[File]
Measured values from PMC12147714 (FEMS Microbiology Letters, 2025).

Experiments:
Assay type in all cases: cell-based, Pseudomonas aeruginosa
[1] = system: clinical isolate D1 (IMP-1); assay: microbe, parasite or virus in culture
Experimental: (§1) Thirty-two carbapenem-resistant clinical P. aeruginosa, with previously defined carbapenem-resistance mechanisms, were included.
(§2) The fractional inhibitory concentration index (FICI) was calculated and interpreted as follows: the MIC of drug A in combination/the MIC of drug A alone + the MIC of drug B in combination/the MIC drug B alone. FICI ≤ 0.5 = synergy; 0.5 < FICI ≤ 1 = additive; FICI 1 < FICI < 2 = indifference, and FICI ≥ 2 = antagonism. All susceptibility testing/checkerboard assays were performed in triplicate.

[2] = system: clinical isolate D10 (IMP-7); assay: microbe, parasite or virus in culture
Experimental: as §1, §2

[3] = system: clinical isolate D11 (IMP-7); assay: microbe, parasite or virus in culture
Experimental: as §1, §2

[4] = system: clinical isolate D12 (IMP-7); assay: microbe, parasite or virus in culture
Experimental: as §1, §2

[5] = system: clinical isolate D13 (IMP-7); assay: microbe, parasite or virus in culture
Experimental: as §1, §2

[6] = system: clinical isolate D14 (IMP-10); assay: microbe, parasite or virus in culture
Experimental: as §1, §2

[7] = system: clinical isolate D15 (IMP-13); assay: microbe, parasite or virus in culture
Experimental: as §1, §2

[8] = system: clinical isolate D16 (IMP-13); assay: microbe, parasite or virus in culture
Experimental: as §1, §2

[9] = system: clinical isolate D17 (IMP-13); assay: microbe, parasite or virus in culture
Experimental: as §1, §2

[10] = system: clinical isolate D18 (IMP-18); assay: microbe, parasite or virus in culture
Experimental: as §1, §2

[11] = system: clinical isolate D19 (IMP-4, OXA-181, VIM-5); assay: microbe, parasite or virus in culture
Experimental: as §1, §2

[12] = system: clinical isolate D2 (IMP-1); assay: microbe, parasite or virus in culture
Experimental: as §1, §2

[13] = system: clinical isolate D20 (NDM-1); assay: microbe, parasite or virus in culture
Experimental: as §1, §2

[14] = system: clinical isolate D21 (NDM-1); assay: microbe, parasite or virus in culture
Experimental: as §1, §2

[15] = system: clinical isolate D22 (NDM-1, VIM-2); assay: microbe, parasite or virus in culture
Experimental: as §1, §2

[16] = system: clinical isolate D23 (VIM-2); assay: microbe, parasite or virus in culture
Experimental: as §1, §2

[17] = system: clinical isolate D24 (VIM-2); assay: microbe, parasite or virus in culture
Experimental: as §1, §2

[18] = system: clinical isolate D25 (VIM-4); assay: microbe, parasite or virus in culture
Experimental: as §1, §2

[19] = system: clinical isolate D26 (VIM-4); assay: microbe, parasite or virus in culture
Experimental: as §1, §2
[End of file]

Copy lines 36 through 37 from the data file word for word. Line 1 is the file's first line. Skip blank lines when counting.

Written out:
Experimental: as §1, §2

[17] = system: clinical isolate D24 (VIM-2); assay: microbe, parasite or virus in culture